Well, another few hours wasted screwing around with my software firewall.  I've got Norton Internet Security 2005 running on my Windows XP-based laptop.  I've also got VMware which I use to run EDA tools locally on my laptop so I don't have to go through the latency of a trans-atlantic connection (even with VNC it's not the best environment for looking at waveforms).  Much to my chagrin, NIS has decided that it won't allow me to use the VMware NAT mode for my network connection but will allow me to use bridged mode.  Unfortunately, bridged mode won't work if I'm connected to a network where I can only get one IP address.  It also can be slightly annoying since the address can change when I pause a VM and then restart it in another location. 

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A SpecManiac's Take on Vera

At Verilab we have consultants who are experts in all sorts of languages used in hardware verification.  The big ones at the moment are Specman, Vera, SystemVerilog, and SystemC.  Having experts in all of these languages makes it interesting when we discuss verification issues internally, and allows us to provide advice to clients who are trying to decide which verification language to use on future projects. My languages of choice on my last several projects have been Specman and SystemC.  In preparation for future projects I decided to mix things up a little and ramp up on Vera.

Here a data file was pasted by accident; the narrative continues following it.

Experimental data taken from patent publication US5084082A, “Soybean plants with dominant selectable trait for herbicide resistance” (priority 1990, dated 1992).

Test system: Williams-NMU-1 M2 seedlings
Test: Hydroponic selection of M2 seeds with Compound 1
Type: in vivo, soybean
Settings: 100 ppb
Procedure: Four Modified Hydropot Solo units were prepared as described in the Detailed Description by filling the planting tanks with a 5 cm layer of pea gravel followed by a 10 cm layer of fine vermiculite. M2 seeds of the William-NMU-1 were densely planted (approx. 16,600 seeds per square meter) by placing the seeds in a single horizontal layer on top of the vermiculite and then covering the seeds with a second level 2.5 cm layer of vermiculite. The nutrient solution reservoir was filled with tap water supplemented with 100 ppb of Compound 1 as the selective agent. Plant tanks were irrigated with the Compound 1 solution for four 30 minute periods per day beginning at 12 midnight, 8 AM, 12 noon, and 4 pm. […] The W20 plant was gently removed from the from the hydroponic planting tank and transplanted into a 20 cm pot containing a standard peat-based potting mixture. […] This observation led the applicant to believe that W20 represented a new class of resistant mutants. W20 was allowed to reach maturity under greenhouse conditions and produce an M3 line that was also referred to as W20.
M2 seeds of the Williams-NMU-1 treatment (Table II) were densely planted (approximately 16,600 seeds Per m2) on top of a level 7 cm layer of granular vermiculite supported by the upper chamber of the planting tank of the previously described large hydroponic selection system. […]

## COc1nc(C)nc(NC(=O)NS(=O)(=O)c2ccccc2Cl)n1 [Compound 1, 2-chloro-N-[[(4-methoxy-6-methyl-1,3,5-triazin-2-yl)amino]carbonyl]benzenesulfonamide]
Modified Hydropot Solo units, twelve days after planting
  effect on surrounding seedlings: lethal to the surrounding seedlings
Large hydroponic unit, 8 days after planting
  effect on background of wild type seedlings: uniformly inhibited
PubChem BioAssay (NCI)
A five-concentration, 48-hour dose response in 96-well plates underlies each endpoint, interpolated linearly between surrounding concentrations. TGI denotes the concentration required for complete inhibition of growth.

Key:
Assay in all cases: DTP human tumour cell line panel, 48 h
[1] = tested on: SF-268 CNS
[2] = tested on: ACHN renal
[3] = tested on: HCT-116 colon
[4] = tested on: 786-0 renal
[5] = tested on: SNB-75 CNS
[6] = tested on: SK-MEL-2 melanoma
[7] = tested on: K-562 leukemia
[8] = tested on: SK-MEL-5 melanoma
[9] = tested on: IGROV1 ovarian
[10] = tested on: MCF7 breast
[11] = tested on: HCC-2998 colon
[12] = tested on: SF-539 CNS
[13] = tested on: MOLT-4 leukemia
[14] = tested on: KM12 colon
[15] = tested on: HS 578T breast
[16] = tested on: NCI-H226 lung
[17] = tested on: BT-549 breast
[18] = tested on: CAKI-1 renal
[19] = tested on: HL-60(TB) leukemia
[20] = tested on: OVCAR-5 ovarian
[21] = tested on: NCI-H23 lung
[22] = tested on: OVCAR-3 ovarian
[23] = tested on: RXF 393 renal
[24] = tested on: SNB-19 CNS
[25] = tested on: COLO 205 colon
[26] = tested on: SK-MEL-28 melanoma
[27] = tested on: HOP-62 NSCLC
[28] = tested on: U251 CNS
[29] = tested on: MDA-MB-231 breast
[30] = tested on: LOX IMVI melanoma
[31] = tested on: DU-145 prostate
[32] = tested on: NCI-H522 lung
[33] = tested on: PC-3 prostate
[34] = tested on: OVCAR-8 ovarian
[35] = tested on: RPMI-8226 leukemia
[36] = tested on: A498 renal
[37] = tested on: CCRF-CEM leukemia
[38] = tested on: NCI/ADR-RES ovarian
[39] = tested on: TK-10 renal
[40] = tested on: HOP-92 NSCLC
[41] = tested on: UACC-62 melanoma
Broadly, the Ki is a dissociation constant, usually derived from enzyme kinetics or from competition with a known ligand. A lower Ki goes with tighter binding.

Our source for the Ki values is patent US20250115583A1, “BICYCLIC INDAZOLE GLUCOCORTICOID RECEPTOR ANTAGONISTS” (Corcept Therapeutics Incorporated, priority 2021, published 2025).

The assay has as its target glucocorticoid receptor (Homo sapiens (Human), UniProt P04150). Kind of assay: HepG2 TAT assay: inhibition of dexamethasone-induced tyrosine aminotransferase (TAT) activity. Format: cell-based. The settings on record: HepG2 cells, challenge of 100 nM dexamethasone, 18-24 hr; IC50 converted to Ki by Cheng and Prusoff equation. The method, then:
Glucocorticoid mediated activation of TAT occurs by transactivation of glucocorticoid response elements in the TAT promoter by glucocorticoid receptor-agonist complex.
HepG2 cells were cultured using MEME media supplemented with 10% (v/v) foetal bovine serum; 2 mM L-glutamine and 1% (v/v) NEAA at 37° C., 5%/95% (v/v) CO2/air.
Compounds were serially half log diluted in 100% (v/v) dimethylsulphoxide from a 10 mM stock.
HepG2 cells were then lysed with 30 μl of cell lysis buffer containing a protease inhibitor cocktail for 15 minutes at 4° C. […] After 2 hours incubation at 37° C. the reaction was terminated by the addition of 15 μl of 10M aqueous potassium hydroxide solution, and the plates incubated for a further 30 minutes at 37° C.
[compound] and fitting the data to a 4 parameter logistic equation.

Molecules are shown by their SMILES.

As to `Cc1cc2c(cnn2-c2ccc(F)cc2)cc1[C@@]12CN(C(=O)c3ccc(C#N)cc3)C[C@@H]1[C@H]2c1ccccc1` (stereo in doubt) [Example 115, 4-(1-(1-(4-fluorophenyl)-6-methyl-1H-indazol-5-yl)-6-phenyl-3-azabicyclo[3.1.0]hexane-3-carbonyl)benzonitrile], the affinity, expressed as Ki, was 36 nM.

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User Environment Woes

A common issue encountered in verification teams is a unix environment that is less than optimally configured.  People often underestimate the productivity benefits that come from having a properly configured UNIX or Linux environment.  I'm a big fan of IDEs like SlickEdit and InnerLoop (SlickEdit modified to support the EDA tools and languages).  If you ever have the chance, watch a software guy who uses MS Visual Studio or Eclipse.  If you're anything like me you'll have to ask why this type of tool isn't more widely used in hardware verification.  Even without the fancy stuff, it is possible to improve productivity dramatically through the proper use of vim or emacs.  I'm a vim guy -- as such I always make sure I have plugins such as taglist.vim and minibufexpl.vim handy.  Vim also does interesting things when a tag file generated by Exuberant CTags is present.  CTags can handle many languages including Verilog making it ideal for browsing and editing testbench source files.